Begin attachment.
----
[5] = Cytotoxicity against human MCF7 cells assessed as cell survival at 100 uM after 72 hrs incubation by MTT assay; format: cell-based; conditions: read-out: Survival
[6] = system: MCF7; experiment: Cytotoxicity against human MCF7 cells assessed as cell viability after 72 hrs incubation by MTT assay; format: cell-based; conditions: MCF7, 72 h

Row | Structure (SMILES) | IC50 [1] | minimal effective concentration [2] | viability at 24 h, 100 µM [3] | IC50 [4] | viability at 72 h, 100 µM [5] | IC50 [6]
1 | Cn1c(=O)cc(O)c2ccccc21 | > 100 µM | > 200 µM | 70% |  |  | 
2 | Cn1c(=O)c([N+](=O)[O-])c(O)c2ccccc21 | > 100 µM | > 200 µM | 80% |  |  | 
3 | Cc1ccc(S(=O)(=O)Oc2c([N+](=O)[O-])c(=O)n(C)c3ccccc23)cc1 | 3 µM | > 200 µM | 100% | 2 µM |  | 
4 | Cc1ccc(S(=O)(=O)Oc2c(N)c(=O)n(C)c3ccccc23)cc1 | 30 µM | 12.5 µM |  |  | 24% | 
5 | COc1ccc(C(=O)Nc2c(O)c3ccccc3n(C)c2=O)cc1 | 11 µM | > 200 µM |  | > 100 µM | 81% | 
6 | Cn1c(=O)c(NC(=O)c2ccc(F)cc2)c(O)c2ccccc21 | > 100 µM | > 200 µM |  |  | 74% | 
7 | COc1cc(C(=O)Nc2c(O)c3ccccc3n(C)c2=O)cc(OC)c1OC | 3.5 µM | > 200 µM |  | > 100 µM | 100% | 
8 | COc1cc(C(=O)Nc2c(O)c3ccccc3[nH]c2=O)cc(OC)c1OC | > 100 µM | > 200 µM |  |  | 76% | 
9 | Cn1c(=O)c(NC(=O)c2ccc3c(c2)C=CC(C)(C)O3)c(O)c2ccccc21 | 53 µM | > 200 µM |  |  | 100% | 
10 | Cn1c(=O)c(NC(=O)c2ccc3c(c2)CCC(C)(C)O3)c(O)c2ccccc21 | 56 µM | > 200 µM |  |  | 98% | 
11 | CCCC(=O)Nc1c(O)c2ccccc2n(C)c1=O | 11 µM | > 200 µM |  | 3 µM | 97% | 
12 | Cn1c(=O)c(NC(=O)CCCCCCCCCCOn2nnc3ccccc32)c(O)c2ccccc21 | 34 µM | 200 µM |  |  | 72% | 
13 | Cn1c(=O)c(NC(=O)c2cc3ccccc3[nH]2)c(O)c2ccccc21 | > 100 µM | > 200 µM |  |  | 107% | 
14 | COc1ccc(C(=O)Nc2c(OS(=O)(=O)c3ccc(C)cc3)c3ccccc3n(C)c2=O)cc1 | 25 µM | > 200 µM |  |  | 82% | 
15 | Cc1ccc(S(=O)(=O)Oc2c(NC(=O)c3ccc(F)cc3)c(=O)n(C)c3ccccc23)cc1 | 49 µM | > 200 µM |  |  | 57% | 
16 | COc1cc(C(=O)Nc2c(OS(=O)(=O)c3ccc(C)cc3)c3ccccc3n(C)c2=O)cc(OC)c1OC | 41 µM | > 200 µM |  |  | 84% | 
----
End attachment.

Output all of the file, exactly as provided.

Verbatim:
[5] = Cytotoxicity against human MCF7 cells assessed as cell survival at 100 uM after 72 hrs incubation by MTT assay; format: cell-based; conditions: read-out: Survival
[6] = system: MCF7; experiment: Cytotoxicity against human MCF7 cells assessed as cell viability after 72 hrs incubation by MTT assay; format: cell-based; conditions: MCF7, 72 h

Row | Structure (SMILES) | IC50 [1] | minimal effective concentration [2] | viability at 24 h, 100 µM [3] | IC50 [4] | viability at 72 h, 100 µM [5] | IC50 [6]
1 | Cn1c(=O)cc(O)c2ccccc21 | > 100 µM | > 200 µM | 70% |  |  | 
2 | Cn1c(=O)c([N+](=O)[O-])c(O)c2ccccc21 | > 100 µM | > 200 µM | 80% |  |  | 
3 | Cc1ccc(S(=O)(=O)Oc2c([N+](=O)[O-])c(=O)n(C)c3ccccc23)cc1 | 3 µM | > 200 µM | 100% | 2 µM |  | 
4 | Cc1ccc(S(=O)(=O)Oc2c(N)c(=O)n(C)c3ccccc23)cc1 | 30 µM | 12.5 µM |  |  | 24% | 
5 | COc1ccc(C(=O)Nc2c(O)c3ccccc3n(C)c2=O)cc1 | 11 µM | > 200 µM |  | > 100 µM | 81% | 
6 | Cn1c(=O)c(NC(=O)c2ccc(F)cc2)c(O)c2ccccc21 | > 100 µM | > 200 µM |  |  | 74% | 
7 | COc1cc(C(=O)Nc2c(O)c3ccccc3n(C)c2=O)cc(OC)c1OC | 3.5 µM | > 200 µM |  | > 100 µM | 100% | 
8 | COc1cc(C(=O)Nc2c(O)c3ccccc3[nH]c2=O)cc(OC)c1OC | > 100 µM | > 200 µM |  |  | 76% | 
9 | Cn1c(=O)c(NC(=O)c2ccc3c(c2)C=CC(C)(C)O3)c(O)c2ccccc21 | 53 µM | > 200 µM |  |  | 100% | 
10 | Cn1c(=O)c(NC(=O)c2ccc3c(c2)CCC(C)(C)O3)c(O)c2ccccc21 | 56 µM | > 200 µM |  |  | 98% | 
11 | CCCC(=O)Nc1c(O)c2ccccc2n(C)c1=O | 11 µM | > 200 µM |  | 3 µM | 97% | 
12 | Cn1c(=O)c(NC(=O)CCCCCCCCCCOn2nnc3ccccc32)c(O)c2ccccc21 | 34 µM | 200 µM |  |  | 72% | 
13 | Cn1c(=O)c(NC(=O)c2cc3ccccc3[nH]2)c(O)c2ccccc21 | > 100 µM | > 200 µM |  |  | 107% | 
14 | COc1ccc(C(=O)Nc2c(OS(=O)(=O)c3ccc(C)cc3)c3ccccc3n(C)c2=O)cc1 | 25 µM | > 200 µM |  |  | 82% | 
15 | Cc1ccc(S(=O)(=O)Oc2c(NC(=O)c3ccc(F)cc3)c(=O)n(C)c3ccccc23)cc1 | 49 µM | > 200 µM |  |  | 57% | 
16 | COc1cc(C(=O)Nc2c(OS(=O)(=O)c3ccc(C)cc3)c3ccccc3n(C)c2=O)cc(OC)c1OC | 41 µM | > 200 µM |  |  | 84% | 